Study for Meditation Mat

Study for Meditation Mat
Handspun Tapestry Weaving

Wednesday, 19 November 2014

RAK It Up: Revisiting Random Acts of Knitting

We took a quick plunge into full winter temperatures here at the beginning of November. Our warm fall days crashed into minus double digits and for the past week, temperatures have been in the -10C to -15C range; high winds have shifted those temperatures so that it feels as if it's in the -20's.  Those temperatures are to be expected in late December and through January, but not so much in November, where the daytime average is around -3C with a low of -15C.  Brrrrr. It's a great time to be bundled up inside, reading, knitting, enjoying homemade soup.  I've been spinning Merino wool and working on a shawl and some socks as I attempt to finish older projects to clear my slate for the few holiday knits that remain on my list.

As I sit wrapped in a hand knit sweater, on my cozy couch, I listen to local news on the radio. This weekend, a homeless man froze to death in another part of our province. Fortunately, this is still rare enough that it made headlines which garnered compassionate responses; however, the reaction from some people and particularly the Minister for Social Services has been less than stellar. There have been hints of "Not my problem" and more than one suggestion of victim blaming and a shifting of responsibilities for homelessness and hunger onto "other people." (To those who think that homelessness and hunger is not a problem in our city, I invite you to take a walk around our downtown, any time of day.  Then consider that the people you see wandering the streets and sitting on grates are a mere fraction of the people in need.  In our climate, much of the problem is hidden at this time of year, as people are huddled in alley doorways, around power boxes behind malls, moving from bus shelter to bus shelter to stay out of the wind and living in abandoned houses and vehicles.)

As I sit with a woollen shawl draped around my shoulders, in my comfy chair, while I watch another show on Netflix or play on my computer, it occurs to me that this time of year in particular and really, any time, brings perfect opportunities for an intersection between yoga and the work of our hands.  Donating to charities is great, passing along used clothing to organizations to distribute to those is need is wonderful, but perhaps we can also take a hands-on approach to "Being the Change." We can participate in karma/action yoga by sharing our knitting, our crocheting, our weaving or any handwork. We can do that without relying on third parties, by taking our fibre crafts to the street.

Several years back, a group calling itself "Random Acts of Knitting" was active in this city. Group members distributed their hats, scarves, mittens, and other items around town by draping scarves around sculptures, hanging hats from light posts, dropping mittens on park benches and in bus shelters.  Each item was clearly marked to indicate that it was a gift for anyone who wished to have it or to pass along to someone else.  Sometimes, a piece of clothing would be accompanied by an energy bar, bits of chocolate or candy, some dried fruit-anything that isn't damaged by intense weather and which provides fuel to people stuck out in the bitter cold. Gifts were freely given, with no concern as to who might receive them and no expectations of feedback.  Although I'm not sure this group saw its expeditions as such, I think of these events as yoga in action, i.e., karma yoga.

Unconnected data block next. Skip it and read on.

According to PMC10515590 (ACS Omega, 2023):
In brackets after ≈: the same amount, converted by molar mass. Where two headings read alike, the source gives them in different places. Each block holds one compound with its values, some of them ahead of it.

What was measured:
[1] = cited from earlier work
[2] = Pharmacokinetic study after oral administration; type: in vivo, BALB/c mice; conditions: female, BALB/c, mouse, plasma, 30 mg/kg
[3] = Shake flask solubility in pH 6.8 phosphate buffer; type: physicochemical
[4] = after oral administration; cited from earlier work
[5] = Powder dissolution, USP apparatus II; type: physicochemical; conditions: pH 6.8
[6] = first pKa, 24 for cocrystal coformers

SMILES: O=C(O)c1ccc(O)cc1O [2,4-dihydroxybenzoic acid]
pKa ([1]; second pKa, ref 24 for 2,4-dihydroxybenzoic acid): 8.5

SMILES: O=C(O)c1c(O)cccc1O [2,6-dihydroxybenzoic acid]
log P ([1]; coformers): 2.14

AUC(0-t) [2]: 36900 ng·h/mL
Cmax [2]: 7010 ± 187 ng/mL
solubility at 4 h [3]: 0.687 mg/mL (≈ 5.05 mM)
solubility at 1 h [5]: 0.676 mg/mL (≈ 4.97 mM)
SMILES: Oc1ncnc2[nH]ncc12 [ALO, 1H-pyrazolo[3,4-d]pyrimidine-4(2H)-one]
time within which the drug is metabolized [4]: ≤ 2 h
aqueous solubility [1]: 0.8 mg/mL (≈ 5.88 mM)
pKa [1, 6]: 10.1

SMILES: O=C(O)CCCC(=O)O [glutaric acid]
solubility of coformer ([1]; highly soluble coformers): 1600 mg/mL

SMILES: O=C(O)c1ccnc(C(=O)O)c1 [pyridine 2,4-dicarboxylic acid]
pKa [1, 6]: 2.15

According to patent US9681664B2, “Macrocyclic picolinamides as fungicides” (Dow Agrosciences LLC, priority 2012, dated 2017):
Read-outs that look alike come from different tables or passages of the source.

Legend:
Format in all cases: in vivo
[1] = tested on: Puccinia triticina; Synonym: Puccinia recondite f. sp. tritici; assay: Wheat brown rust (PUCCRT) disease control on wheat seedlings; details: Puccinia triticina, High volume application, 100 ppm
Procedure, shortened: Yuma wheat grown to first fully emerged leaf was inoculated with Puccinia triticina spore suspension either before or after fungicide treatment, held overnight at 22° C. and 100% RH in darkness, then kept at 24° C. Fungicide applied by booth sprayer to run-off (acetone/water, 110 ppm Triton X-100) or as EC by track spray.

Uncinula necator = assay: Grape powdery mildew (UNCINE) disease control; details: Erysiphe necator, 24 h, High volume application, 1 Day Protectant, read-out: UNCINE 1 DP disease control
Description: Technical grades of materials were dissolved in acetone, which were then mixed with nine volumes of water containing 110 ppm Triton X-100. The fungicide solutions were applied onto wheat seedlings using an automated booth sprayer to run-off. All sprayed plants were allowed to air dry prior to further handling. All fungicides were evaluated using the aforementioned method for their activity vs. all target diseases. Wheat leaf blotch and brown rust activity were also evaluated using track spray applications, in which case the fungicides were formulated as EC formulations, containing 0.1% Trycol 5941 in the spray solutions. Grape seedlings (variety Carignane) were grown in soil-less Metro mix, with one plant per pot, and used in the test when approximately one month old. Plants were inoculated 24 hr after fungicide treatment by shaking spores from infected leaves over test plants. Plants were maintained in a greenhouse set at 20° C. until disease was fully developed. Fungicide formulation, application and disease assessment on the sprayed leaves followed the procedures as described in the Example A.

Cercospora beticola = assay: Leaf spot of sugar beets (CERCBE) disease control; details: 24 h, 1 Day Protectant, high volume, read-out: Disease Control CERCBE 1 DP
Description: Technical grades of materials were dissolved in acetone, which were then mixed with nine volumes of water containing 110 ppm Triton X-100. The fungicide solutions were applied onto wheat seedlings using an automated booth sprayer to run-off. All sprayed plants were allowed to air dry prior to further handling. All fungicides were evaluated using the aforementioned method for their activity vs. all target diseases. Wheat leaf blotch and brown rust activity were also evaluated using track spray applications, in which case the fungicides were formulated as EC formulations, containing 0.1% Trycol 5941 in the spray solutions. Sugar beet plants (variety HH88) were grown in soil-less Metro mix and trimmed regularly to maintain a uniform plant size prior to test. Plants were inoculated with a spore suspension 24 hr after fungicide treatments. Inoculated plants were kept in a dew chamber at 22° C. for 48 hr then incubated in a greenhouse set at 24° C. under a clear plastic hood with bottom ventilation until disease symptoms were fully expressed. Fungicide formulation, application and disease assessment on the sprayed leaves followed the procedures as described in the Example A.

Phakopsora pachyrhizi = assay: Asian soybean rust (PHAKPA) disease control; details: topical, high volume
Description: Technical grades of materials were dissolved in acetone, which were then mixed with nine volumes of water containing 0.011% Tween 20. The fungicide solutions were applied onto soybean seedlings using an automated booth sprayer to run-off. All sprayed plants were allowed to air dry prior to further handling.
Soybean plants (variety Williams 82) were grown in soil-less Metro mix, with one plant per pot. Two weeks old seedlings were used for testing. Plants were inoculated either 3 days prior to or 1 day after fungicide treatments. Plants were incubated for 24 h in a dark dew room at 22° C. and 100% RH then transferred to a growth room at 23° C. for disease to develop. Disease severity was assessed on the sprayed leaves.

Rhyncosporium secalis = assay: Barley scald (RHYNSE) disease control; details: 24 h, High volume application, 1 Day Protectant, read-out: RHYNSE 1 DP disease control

Members of that group are active still, although it's been a long time since they went on a RAK expedition together.  You can join this group as well.  There are no meetings, no fees, no rules.  All one has to do is knit or crochet or otherwise make an article of warm clothing. (There are patterns available on Ravelry.  My free crocheted hat pattern, "You Can Leave Your Hat On, is quick and easy to work.) Whatever you make, be sure to label that the item is there for anyone would wishes to take it. Don't assume that people help themselves to stray articles of winter clothing; I've seen lost hats and sets of mittens stay on the street for weeks, possibly because people think the owners may come looking for their missing apparel. Consider tucking a cold-resistant food item in with your garment.

You can leave your RAK in public places: decorate statues, drop your work on benches, slip things into bus shelters, behind malls, anywhere you wish.  You can offer items directly to someone, but be mindful of approaching people you assume to be less fortunate. They may not need or want your help.  Don't allow your good intentions and gifts to be a source of taking away people's dignity.

As I sit with my feet warmed by hand spun socks, in my well-stocked home, it occurs to me that one hand made hat or scarf is no big deal.  It also occurs to me that if, every person who works with fibre and yarns did a single RAK, together, we could blanket the world.

I spotted this RAK a number of years ago, just before the snow flew.  


1 comment:

  1. Excellent information. Thank you so much for your great post and pictures are really very awesome. Great post.
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